Duct thermal performance models for large commercial buildings

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Despite the potential for significant energy savings by reducing duct leakage or other thermal losses from duct systems in large commercial buildings, California Title 24 has no provisions to credit energy-efficient duct systems in these buildings. A substantial reason is the lack of readily available simulation tools to demonstrate the energy-saving benefits associated with efficient duct systems in large commercial buildings. The overall goal of the Efficient Distribution Systems (EDS) project within the PIER High Performance Commercial Building Systems Program is to bridge the gaps in current duct thermal performance modeling capabilities, and to expand our understanding of duct thermal ... continued below

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111 pages

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Wray, Craig P. October 1, 2003.

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Description

Despite the potential for significant energy savings by reducing duct leakage or other thermal losses from duct systems in large commercial buildings, California Title 24 has no provisions to credit energy-efficient duct systems in these buildings. A substantial reason is the lack of readily available simulation tools to demonstrate the energy-saving benefits associated with efficient duct systems in large commercial buildings. The overall goal of the Efficient Distribution Systems (EDS) project within the PIER High Performance Commercial Building Systems Program is to bridge the gaps in current duct thermal performance modeling capabilities, and to expand our understanding of duct thermal performance in California large commercial buildings. As steps toward this goal, our strategy in the EDS project involves two parts: (1) developing a whole-building energy simulation approach for analyzing duct thermal performance in large commercial buildings, and (2) using the tool to identify the energy impacts of duct leakage in California large commercial buildings, in support of future recommendations to address duct performance in the Title 24 Energy Efficiency Standards for Nonresidential Buildings. The specific technical objectives for the EDS project were to: (1) Identify a near-term whole-building energy simulation approach that can be used in the impacts analysis task of this project (see Objective 3), with little or no modification. A secondary objective is to recommend how to proceed with long-term development of an improved compliance tool for Title 24 that addresses duct thermal performance. (2) Develop an Alternative Calculation Method (ACM) change proposal to include a new metric for thermal distribution system efficiency in the reporting requirements for the 2005 Title 24 Standards. The metric will facilitate future comparisons of different system types using a common ''yardstick''. (3) Using the selected near-term simulation approach, assess the impacts of duct system improvements in California large commercial buildings, over a range of building vintages and climates. This assessment will provide a solid foundation for future efforts that address the energy efficiency of large commercial duct systems in Title 24. This report describes our work to address Objective 1, which includes a review of past modeling efforts related to duct thermal performance, and recommends near- and long-term modeling approaches for analyzing duct thermal performance in large commercial buildings.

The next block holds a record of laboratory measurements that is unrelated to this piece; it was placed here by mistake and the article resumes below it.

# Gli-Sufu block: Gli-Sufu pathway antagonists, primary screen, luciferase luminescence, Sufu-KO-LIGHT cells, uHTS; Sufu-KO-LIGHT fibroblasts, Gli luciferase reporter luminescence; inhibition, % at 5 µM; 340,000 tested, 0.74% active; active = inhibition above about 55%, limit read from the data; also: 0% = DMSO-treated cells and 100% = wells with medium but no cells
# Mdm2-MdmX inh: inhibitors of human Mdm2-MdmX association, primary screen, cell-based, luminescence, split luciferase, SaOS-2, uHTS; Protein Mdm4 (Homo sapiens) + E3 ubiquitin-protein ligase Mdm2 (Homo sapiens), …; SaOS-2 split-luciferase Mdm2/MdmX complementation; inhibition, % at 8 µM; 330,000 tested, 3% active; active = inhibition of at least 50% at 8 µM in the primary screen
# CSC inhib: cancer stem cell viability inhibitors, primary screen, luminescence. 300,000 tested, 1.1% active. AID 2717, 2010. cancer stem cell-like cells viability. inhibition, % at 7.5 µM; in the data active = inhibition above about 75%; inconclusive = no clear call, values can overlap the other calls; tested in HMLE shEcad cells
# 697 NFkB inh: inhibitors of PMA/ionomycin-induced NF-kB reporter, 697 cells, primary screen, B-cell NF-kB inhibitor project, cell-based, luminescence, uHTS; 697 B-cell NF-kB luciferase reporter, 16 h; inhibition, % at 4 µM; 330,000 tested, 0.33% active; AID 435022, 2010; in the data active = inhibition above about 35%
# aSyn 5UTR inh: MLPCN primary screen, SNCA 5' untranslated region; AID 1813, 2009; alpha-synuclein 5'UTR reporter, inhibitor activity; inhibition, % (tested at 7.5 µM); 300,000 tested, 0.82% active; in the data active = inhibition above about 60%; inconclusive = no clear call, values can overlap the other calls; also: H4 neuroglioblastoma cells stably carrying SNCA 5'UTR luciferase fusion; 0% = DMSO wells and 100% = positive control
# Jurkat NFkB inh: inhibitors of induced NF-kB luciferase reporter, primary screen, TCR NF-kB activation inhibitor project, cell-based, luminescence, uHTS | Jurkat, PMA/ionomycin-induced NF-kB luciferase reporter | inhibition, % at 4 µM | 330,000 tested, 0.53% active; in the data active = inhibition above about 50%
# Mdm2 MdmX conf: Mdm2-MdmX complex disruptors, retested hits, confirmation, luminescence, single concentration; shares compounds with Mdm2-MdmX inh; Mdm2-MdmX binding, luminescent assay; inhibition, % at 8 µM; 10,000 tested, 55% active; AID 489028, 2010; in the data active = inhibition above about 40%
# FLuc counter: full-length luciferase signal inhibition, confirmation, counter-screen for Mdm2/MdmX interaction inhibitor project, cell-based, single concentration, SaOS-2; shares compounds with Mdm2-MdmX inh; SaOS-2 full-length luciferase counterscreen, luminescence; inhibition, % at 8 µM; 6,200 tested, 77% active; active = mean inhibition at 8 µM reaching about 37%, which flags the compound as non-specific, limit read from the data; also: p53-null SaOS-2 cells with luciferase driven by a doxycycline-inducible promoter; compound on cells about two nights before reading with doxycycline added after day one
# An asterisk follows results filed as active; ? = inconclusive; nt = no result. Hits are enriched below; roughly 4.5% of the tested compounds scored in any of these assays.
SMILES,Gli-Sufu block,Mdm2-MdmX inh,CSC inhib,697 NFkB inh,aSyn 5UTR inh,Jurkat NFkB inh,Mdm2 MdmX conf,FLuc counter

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111 pages

Notes

OSTI as DE00820660

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  • Other Information: PBD: 1 Oct 2003

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  • Report No.: LBNL--53410
  • Grant Number: AC03-76SF00098
  • DOI: 10.2172/820660 | External Link
  • Office of Scientific & Technical Information Report Number: 820660
  • Grant Number: 400-99-012-1
  • Archival Resource Key: ark:/67531/metadc740622

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Office of Scientific & Technical Information Technical Reports

Reports, articles and other documents harvested from the Office of Scientific and Technical Information.

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  • October 1, 2003

Added to The UNT Digital Library

  • Oct. 18, 2015, 6:40 p.m.

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  • Dec. 1, 2017, 9:43 p.m.

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Wray, Craig P. Duct thermal performance models for large commercial buildings, report, October 1, 2003; Berkeley, California. (digital.library.unt.edu/ark:/67531/metadc740622/: accessed December 10, 2017), University of North Texas Libraries, Digital Library, digital.library.unt.edu; crediting UNT Libraries Government Documents Department.